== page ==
Criteria for good or bad dolls
The chapter “Why dolls” closes with the statement:
“Now I have come to the point on which I know what is good for me any my collection :-)”
Of course every collector need to find out on its own, which dolls are good for her / him.
I want to show some of my own criteria, which became important during my “collectors-life” and take part by influencing the decision for or against a doll.
No doubt, the most important point of all is the own taste. If you´re drooling over a doll, if you have the wish to own it, all other points may become second-rated :-) .
The different kinds of dolls (baby-dolls, characteritic dolls, playdolls, Barbies) also have their special group of collectors; sometimes the groups mix up and collect dolls out of the other kinds or the complete range.
I want to set the focus on dolls which represent an age-class from 5-6 years and older. For all other kinds of dolls I do not have enough experience to write down my recommendations; in addition the measures for e.g. baby-dolls are different depending on other proportions to meet the age of the molded child.
I will limit myself on porcelain-dolls because vinyl-dolls have another production process which makes them hard to compare.
Although it´s not possible to transfer the proportions of a human being per 100% on a doll - somehow it looks strange - the sizes of the parts of the body should match well...
Sometimes you can adore hydrocephalus or shrinkheads; another difficulty is to find the correct length or shortness of the arms... it would be eligible that the arms of an infantile child-doll have the length to reach half of the thigh...
Certainly one aspect are the sizes of the hands and feet; it would also be wonderful if the doll hasn´t a swane neck or a shrunken neck ;o) .
Another distinctive feature which can be noticed at lots of dolls is the wrong axis of the eyes. This means that the eyes do not have the same height in the face but a slope. I have seen dolls where one eye had been lower for 1/2 " or even more than the other one.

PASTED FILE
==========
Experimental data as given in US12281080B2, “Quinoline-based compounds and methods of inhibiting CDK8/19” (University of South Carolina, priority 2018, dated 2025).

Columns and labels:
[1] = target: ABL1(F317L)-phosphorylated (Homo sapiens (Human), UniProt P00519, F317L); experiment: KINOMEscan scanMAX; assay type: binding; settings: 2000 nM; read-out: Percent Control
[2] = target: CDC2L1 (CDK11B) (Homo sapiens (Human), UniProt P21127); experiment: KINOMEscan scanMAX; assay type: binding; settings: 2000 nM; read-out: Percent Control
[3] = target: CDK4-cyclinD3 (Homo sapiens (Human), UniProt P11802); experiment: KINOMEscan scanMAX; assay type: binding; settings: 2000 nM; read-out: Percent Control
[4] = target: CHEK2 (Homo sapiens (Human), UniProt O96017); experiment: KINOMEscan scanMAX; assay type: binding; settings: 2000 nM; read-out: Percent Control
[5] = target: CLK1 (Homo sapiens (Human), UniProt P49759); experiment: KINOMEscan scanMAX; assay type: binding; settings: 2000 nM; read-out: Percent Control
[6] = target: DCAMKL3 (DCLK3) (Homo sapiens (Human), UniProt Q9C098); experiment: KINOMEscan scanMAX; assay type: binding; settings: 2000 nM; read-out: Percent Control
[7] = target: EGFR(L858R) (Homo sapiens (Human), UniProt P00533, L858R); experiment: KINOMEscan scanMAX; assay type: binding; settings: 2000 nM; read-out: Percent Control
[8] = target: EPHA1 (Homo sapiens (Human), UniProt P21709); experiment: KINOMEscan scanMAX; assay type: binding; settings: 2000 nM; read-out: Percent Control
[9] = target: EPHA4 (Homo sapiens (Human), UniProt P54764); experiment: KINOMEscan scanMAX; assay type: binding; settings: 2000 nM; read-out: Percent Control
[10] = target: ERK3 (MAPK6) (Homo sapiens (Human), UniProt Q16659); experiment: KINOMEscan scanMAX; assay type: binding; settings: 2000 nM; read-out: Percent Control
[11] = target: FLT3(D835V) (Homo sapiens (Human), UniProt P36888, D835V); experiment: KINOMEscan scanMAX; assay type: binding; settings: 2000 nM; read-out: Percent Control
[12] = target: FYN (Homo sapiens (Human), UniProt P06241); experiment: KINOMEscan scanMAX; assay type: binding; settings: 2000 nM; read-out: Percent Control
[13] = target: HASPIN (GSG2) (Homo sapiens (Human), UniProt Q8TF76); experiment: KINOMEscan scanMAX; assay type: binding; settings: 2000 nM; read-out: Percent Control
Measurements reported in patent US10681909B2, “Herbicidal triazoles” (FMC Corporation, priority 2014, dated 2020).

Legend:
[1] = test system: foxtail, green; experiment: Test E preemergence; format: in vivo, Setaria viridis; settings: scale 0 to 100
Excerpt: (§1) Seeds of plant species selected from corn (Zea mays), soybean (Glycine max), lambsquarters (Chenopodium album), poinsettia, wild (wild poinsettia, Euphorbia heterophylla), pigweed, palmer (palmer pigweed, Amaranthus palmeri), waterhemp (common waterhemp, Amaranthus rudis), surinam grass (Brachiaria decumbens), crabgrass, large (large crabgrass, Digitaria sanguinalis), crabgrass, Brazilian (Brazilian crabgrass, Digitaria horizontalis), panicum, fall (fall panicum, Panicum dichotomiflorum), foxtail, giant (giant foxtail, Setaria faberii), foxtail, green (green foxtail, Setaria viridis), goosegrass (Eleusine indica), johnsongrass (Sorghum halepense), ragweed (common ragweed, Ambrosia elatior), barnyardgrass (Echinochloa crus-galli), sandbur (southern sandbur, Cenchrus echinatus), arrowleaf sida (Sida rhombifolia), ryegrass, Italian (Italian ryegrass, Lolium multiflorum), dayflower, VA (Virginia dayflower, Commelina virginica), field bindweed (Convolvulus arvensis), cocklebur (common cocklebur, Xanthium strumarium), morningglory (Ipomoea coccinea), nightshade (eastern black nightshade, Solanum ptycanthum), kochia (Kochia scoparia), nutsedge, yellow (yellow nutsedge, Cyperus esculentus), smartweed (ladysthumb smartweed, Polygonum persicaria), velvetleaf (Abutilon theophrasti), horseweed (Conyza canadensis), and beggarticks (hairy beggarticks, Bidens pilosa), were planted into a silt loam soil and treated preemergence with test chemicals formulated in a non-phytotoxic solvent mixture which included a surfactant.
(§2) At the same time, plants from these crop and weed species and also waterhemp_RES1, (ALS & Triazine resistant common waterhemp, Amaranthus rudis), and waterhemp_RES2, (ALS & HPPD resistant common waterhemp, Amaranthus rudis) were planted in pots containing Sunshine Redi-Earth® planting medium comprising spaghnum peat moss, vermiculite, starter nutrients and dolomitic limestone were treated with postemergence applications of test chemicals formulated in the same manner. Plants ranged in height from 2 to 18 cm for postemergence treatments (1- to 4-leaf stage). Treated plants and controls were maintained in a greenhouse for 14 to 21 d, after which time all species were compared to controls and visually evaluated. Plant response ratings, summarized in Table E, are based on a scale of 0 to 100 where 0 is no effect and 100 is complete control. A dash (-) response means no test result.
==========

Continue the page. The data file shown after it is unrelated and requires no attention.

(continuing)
As an example here Tom's simulation with the 3D-program trueSpace:
On the right pic you'll see, why the modelling "ran out of tune"!
Hardly to find another area with so much ways to fudge ;o) .
For example the hands: the fingers should be molded separately and should be able to be recognized in this way. Unfortunately there are much dolls where the finishing touches had been economized and the space between the fingers show the so-called “webs”; the fingers are partly just to the height of the middle finger joints reworked.
Also take a look on the finger nails. Is there a plastically modelling of the nailbed and the nail? Or is there only a plane surface area which has only some white marks for the nailbed and the nail?
Another tipp: Look at the ears of your doll :o) .
This could be a difficult part; depending on the modelling and the mould making. However an ear should be more than a bent sausage which has been glued to the head.
Does your doll have a nose or a power - socket? :-)
It´s complex to model nostrils. It´s much “easier” to clock in holes with an awl.
An important area with lots of ways to look at.
I expect a human hair wig at high-class dolls. Even there are differences in qualities but the artists have their individual preferences on selecting.
Which kind of eyes have been used? Less expensive plastic eyes or high quality glass-eyes, maybe mouthblown?
Glancy eyebrows on a porcelain doll? The reason might be that there are no or not enough components used to realise a mattfinished porcelain surface - or the glance (as you can see at several manufactured dolls) is simply painted laque colour (that you can easily scratch off!).
The used material shows me how much love for details was spent to equip the doll.
The doll is dressed for sure :-).
Is the clothing handmade or industrially manufactured?
Which fabrics have been used, what about the colouring of them? How fine is the workmanship?
Sometimes you need to go on a journey with your scissors to find all loose threads...
Shoes and accessories are also worth to take a look at.
Done! Some of my important points are now summed up.
Maybe it´s now easier to understand that the workmanship, the details of modelling and the correct anatomy need much work and effort and significantly influences the pricing - among other things as a result of huge time exposure.
It would be my wish to give a helping hand for collectors with my list of craftmanship advises.
Besides one point has still validity: The own taste is the most important :-)
We would like to have documented the mentioned failures with existing photos of "real existing" dolls. Unfortunately this isn´t possible in this way
because the copyright protects the dollmakers and photographers against unallowed publishing of these pictures.
Even a manipulation of the photos to hide the origin of the shown doll is a controversal point in law.
We´re "only" private siteowners and don´t want to risk any legacy struggle. So THIS form of documentation is impossible.